Hall Theatre, 1,291 seats. Built in 1915 by Tom C. Hall. In 1928, The Jazz Singer was shown there using a Vitaphone sound projector. Now Panera Bread Co
The Varsity, 17 N. Ninth St. Opened as the Varsity, it then became the Film Arts Theatre, then the Comic Book Club, now The Blue Note. Operated as a movie theater until 1988.
The Missouri Theatre, 203 S. Ninth St. In 1953, leased to Commonwealth Theatre. Operated as a movie theater until 1987, then purchased by the Missouri Symphony Society and renovated in 2008.
Missouri, Hall and Varsity begin to show movies on Sundays, despite protests at Methodist Church.
17,811: the number of indoor screens, according to National Association of Theatre Owners. This is the first year for which figures are available.
The Columbia Broadway Drive-in Theater, at site of today’s Gerbes on Broadway.
Missouri Theatre leased to Commonwealth Theatre.
The number of screens hits 14,716, a loss of more than 3,000 screens in six years, according to the National Association of Theatre Owners.
$10.9 billion: the amount of money spent by people on going to movie theaters (in 2005 dollars), according to Bureau of Economic Analysis, US Department of Commerce.
This is the first year for which figures are available about expenditures on attending movies.
The Forum one-screen theater is built in the 1960s. In 1992, the Forum 8 at 1209 Katy Parkway is build and purchased by Goodrich in 1998.
The number of indoor screens bottoms out at 9,150, down from 14,716 in 1954, according to the National Association of Theatre Owners.
The Cinema, at 1729 W. Broadway, next to drive-in. Its 50-foot widescreen is the city’s largest. It had 800 seats.
The Varsity, now The Blue Note, becomes Film Arts Theatre.
The Hall stops showing movies.
$7.1 billion: the amount people spent going to movie theaters in 2005 dollars, according to Bureau of Economic Analysis, US Department of Commerce.
The Biscayne III in the Biscayne Mall, once a prime shopping area with 30 stores, now completely razed and replaced with a new shopping area.
18,327: the number of movie screens tops the 1948 figure of 17,811, according to the
National Association of Theatre Owners.
Uptown on Broadway stops showing movies. Today it houses Slackers.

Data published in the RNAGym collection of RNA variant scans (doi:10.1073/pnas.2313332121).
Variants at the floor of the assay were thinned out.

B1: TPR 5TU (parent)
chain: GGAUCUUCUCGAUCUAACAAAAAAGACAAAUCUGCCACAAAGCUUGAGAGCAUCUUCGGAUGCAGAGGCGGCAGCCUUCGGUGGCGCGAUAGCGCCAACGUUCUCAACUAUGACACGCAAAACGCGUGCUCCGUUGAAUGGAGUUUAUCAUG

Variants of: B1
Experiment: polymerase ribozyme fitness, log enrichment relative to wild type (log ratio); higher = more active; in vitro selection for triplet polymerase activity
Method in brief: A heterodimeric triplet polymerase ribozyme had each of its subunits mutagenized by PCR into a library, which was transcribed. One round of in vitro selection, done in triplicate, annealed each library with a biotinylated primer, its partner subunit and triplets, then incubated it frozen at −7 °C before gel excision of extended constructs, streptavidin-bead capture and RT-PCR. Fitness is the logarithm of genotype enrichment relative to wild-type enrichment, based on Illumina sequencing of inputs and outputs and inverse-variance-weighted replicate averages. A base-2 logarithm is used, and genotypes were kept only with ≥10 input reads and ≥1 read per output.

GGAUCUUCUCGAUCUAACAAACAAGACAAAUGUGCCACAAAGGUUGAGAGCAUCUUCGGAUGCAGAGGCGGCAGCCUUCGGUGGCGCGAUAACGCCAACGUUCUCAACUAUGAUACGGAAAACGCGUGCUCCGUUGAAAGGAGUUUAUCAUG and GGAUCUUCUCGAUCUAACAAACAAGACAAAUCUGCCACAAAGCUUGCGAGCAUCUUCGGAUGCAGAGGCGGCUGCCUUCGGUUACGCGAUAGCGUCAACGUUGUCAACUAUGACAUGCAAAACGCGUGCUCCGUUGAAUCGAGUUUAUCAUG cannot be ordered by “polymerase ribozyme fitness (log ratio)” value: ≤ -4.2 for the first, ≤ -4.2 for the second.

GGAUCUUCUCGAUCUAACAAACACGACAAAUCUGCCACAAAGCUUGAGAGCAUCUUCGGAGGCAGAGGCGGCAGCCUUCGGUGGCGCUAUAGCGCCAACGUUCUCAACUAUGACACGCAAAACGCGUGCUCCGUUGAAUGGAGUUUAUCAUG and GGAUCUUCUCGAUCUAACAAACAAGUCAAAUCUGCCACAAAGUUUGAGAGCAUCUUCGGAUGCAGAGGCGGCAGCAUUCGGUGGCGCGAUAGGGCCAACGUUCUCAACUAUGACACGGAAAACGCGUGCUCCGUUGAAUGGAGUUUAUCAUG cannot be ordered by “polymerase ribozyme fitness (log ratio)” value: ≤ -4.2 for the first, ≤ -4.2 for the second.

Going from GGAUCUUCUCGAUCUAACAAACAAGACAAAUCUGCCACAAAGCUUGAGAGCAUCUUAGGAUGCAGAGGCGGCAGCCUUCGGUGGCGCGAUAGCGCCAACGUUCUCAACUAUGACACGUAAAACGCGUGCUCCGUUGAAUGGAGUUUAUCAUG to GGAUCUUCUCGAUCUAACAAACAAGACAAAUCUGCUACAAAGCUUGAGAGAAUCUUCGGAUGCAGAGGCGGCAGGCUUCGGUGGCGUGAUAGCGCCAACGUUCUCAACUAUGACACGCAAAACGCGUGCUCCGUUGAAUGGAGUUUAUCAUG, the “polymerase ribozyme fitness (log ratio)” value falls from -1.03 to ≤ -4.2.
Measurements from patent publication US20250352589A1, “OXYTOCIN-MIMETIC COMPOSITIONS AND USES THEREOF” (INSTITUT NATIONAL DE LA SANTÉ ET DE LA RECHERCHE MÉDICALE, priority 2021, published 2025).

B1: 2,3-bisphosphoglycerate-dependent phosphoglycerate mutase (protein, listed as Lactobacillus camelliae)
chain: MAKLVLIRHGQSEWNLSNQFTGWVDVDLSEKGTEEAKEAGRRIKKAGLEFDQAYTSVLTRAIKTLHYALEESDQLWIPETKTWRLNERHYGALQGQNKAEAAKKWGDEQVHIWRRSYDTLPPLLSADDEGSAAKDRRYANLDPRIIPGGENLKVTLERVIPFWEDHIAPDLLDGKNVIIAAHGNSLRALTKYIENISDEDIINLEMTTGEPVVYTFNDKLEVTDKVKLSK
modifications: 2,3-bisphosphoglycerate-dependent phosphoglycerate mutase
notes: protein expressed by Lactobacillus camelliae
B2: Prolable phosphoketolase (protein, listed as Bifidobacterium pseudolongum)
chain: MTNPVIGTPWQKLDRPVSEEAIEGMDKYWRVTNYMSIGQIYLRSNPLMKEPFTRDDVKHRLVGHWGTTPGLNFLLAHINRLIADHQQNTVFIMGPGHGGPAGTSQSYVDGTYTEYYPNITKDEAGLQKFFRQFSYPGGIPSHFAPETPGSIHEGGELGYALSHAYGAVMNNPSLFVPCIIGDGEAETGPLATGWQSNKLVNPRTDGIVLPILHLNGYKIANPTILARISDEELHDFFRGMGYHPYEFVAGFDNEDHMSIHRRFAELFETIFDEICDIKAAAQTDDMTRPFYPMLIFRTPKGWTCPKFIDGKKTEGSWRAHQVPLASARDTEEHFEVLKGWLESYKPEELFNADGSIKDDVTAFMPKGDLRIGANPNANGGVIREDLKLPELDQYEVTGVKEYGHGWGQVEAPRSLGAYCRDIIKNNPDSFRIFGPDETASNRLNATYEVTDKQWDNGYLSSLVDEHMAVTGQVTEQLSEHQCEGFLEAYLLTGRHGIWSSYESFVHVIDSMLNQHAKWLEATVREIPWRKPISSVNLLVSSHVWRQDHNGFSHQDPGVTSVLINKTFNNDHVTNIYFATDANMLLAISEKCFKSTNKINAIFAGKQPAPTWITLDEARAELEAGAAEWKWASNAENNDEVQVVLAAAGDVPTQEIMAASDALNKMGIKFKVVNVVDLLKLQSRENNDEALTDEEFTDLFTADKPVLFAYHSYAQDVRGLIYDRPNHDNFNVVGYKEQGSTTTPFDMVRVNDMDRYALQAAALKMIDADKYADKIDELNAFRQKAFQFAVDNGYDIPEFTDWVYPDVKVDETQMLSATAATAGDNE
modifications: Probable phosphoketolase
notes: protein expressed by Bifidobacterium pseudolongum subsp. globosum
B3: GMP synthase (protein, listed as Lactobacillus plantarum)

The Columbia Mall 4.
Commonwealth Theatre threatens to turn The Missouri Theatre into a triplex and stops showing films there.
$7 billion, in 2005 dollars: a new low in the amount people spend attending movies since 1959, according to the Bureau of Economic Analysis, US Department of Commerce.
Jan. 7, 1988
Last movie shown in the Missouri Theatre, which is sold a few days later to Missouri Symphony Society.
Theater at The Blue Note location stops showing movies and becomes the Comic Book Club.
The theater at 17 N. Ninth St. becomes The Blue Note, a live music venue.
The Forum 8 at 1209 Katy Parkway replaces the one-screen Forum and is bought by Goodrich in 1998.
Campus 1&2, 1102 E. Broadway, closes.
Hollywood Theater’s Stadium 14, 2800 Goodwin Pointe, opens with a total of 2,700 seats.
Ragtag Film Society shows its first film at the Varsity, now The Blue Note.
The Forum 8 is bought by Goodrich.
Ragtag Film Society moves from the Varsity and opens storefront theater at 23 N. 10th St.
The Ragtag Film Society opens a two-screen cinema at 10 Hitt St.
$8.7 billion, in 2005 dollars: the amount of money spent on going to the movies, according to Bureau of Economic Analysis, US Department of Commerce. It is still below the $10.9 billion (2005 dollars) spent in 1959.
38,605: the number of indoor movie screens according to the National Association of Theatre Owners.
Sources: US Consumer spending on movies, Personal Expenditures on movie theaters, billions of 2005 dollars/source: Bureau of Economic Analysis, US Department of Commerce; Number of indoor screens/source: National Association of Theatre Owners; Sources for history: Paul Sturtz of Ragtag, Marge Berchek of the Missouri Symphony Society Historic Committee